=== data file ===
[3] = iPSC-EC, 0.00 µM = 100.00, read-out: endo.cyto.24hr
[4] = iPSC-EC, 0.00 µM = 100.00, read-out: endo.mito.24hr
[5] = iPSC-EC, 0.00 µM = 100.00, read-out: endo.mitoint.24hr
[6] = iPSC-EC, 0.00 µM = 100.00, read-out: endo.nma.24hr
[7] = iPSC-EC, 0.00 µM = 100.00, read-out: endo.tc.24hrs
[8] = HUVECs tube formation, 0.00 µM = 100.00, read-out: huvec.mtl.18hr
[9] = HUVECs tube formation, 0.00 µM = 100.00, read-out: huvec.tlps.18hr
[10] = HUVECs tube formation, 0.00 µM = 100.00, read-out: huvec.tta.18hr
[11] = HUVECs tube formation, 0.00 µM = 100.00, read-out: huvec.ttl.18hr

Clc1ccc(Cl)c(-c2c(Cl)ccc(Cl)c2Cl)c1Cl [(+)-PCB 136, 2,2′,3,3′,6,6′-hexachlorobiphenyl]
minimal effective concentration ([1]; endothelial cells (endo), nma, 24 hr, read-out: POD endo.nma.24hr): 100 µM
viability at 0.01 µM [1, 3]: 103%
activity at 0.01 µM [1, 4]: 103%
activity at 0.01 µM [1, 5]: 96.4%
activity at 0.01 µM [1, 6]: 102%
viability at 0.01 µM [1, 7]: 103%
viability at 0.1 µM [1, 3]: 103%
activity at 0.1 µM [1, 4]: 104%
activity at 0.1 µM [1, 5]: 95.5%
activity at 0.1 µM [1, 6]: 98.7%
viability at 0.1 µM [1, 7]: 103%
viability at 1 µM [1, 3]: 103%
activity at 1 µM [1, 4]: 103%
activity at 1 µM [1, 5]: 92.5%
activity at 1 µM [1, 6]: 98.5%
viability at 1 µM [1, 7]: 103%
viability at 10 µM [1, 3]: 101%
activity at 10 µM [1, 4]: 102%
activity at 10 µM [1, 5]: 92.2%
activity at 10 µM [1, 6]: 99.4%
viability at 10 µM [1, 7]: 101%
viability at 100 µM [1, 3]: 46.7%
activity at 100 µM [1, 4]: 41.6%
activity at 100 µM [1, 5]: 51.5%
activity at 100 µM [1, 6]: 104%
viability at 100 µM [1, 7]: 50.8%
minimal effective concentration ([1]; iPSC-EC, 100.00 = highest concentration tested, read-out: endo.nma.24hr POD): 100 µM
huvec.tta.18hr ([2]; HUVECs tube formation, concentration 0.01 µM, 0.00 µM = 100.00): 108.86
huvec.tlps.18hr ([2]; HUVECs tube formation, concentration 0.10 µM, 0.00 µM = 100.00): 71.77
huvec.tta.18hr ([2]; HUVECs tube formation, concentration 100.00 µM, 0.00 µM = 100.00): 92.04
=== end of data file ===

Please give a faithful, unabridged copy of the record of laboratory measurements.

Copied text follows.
[3] = iPSC-EC, 0.00 µM = 100.00, read-out: endo.cyto.24hr
[4] = iPSC-EC, 0.00 µM = 100.00, read-out: endo.mito.24hr
[5] = iPSC-EC, 0.00 µM = 100.00, read-out: endo.mitoint.24hr
[6] = iPSC-EC, 0.00 µM = 100.00, read-out: endo.nma.24hr
[7] = iPSC-EC, 0.00 µM = 100.00, read-out: endo.tc.24hrs
[8] = HUVECs tube formation, 0.00 µM = 100.00, read-out: huvec.mtl.18hr
[9] = HUVECs tube formation, 0.00 µM = 100.00, read-out: huvec.tlps.18hr
[10] = HUVECs tube formation, 0.00 µM = 100.00, read-out: huvec.tta.18hr
[11] = HUVECs tube formation, 0.00 µM = 100.00, read-out: huvec.ttl.18hr

Clc1ccc(Cl)c(-c2c(Cl)ccc(Cl)c2Cl)c1Cl [(+)-PCB 136, 2,2′,3,3′,6,6′-hexachlorobiphenyl]
minimal effective concentration ([1]; endothelial cells (endo), nma, 24 hr, read-out: POD endo.nma.24hr): 100 µM
viability at 0.01 µM [1, 3]: 103%
activity at 0.01 µM [1, 4]: 103%
activity at 0.01 µM [1, 5]: 96.4%
activity at 0.01 µM [1, 6]: 102%
viability at 0.01 µM [1, 7]: 103%
viability at 0.1 µM [1, 3]: 103%
activity at 0.1 µM [1, 4]: 104%
activity at 0.1 µM [1, 5]: 95.5%
activity at 0.1 µM [1, 6]: 98.7%
viability at 0.1 µM [1, 7]: 103%
viability at 1 µM [1, 3]: 103%
activity at 1 µM [1, 4]: 103%
activity at 1 µM [1, 5]: 92.5%
activity at 1 µM [1, 6]: 98.5%
viability at 1 µM [1, 7]: 103%
viability at 10 µM [1, 3]: 101%
activity at 10 µM [1, 4]: 102%
activity at 10 µM [1, 5]: 92.2%
activity at 10 µM [1, 6]: 99.4%
viability at 10 µM [1, 7]: 101%
viability at 100 µM [1, 3]: 46.7%
activity at 100 µM [1, 4]: 41.6%
activity at 100 µM [1, 5]: 51.5%
activity at 100 µM [1, 6]: 104%
viability at 100 µM [1, 7]: 50.8%
minimal effective concentration ([1]; iPSC-EC, 100.00 = highest concentration tested, read-out: endo.nma.24hr POD): 100 µM
huvec.tta.18hr ([2]; HUVECs tube formation, concentration 0.01 µM, 0.00 µM = 100.00): 108.86
huvec.tlps.18hr ([2]; HUVECs tube formation, concentration 0.10 µM, 0.00 µM = 100.00): 71.77
huvec.tta.18hr ([2]; HUVECs tube formation, concentration 100.00 µM, 0.00 µM = 100.00): 92.04